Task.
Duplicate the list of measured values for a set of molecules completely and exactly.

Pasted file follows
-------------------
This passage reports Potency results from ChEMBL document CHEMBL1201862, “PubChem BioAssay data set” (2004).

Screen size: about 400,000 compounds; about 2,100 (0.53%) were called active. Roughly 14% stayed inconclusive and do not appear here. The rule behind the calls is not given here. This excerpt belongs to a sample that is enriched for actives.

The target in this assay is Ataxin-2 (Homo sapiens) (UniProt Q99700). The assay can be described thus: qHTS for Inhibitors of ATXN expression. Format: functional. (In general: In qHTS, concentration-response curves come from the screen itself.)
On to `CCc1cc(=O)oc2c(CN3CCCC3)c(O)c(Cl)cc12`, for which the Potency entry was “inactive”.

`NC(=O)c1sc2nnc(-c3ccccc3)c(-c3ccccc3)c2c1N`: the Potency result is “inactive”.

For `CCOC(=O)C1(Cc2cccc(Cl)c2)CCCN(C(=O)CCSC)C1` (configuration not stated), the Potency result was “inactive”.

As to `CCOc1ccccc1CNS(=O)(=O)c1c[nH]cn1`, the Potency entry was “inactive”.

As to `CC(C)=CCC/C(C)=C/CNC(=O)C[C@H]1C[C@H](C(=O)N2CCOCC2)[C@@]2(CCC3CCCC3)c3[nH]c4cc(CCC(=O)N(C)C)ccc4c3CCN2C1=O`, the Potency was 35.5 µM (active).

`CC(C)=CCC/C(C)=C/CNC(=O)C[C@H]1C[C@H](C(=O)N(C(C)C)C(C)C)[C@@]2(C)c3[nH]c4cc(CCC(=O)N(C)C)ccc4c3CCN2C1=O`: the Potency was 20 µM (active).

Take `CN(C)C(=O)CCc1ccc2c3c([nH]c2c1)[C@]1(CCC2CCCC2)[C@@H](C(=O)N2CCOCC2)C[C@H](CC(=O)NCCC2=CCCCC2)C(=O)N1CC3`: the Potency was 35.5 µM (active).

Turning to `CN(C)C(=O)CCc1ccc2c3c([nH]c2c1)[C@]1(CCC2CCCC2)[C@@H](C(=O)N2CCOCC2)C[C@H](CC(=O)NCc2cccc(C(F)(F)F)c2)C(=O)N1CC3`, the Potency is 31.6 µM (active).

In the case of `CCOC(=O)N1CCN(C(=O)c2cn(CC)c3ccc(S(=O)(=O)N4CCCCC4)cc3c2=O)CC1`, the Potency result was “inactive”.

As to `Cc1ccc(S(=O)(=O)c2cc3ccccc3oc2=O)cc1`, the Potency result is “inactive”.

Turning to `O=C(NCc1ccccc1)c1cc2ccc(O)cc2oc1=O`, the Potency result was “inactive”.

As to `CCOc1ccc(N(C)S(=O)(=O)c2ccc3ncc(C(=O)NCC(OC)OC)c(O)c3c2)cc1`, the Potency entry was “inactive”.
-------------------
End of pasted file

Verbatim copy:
This passage reports Potency results from ChEMBL document CHEMBL1201862, “PubChem BioAssay data set” (2004).

Screen size: about 400,000 compounds; about 2,100 (0.53%) were called active. Roughly 14% stayed inconclusive and do not appear here. The rule behind the calls is not given here. This excerpt belongs to a sample that is enriched for actives.

The target in this assay is Ataxin-2 (Homo sapiens) (UniProt Q99700). The assay can be described thus: qHTS for Inhibitors of ATXN expression. Format: functional. (In general: In qHTS, concentration-response curves come from the screen itself.)
On to `CCc1cc(=O)oc2c(CN3CCCC3)c(O)c(Cl)cc12`, for which the Potency entry was “inactive”.

`NC(=O)c1sc2nnc(-c3ccccc3)c(-c3ccccc3)c2c1N`: the Potency result is “inactive”.

For `CCOC(=O)C1(Cc2cccc(Cl)c2)CCCN(C(=O)CCSC)C1` (configuration not stated), the Potency result was “inactive”.

As to `CCOc1ccccc1CNS(=O)(=O)c1c[nH]cn1`, the Potency entry was “inactive”.

As to `CC(C)=CCC/C(C)=C/CNC(=O)C[C@H]1C[C@H](C(=O)N2CCOCC2)[C@@]2(CCC3CCCC3)c3[nH]c4cc(CCC(=O)N(C)C)ccc4c3CCN2C1=O`, the Potency was 35.5 µM (active).

`CC(C)=CCC/C(C)=C/CNC(=O)C[C@H]1C[C@H](C(=O)N(C(C)C)C(C)C)[C@@]2(C)c3[nH]c4cc(CCC(=O)N(C)C)ccc4c3CCN2C1=O`: the Potency was 20 µM (active).

Take `CN(C)C(=O)CCc1ccc2c3c([nH]c2c1)[C@]1(CCC2CCCC2)[C@@H](C(=O)N2CCOCC2)C[C@H](CC(=O)NCCC2=CCCCC2)C(=O)N1CC3`: the Potency was 35.5 µM (active).

Turning to `CN(C)C(=O)CCc1ccc2c3c([nH]c2c1)[C@]1(CCC2CCCC2)[C@@H](C(=O)N2CCOCC2)C[C@H](CC(=O)NCc2cccc(C(F)(F)F)c2)C(=O)N1CC3`, the Potency is 31.6 µM (active).

In the case of `CCOC(=O)N1CCN(C(=O)c2cn(CC)c3ccc(S(=O)(=O)N4CCCCC4)cc3c2=O)CC1`, the Potency result was “inactive”.

As to `Cc1ccc(S(=O)(=O)c2cc3ccccc3oc2=O)cc1`, the Potency result is “inactive”.

Turning to `O=C(NCc1ccccc1)c1cc2ccc(O)cc2oc1=O`, the Potency result was “inactive”.

As to `CCOc1ccc(N(C)S(=O)(=O)c2ccc3ncc(C(=O)NCC(OC)OC)c(O)c3c2)cc1`, the Potency entry was “inactive”.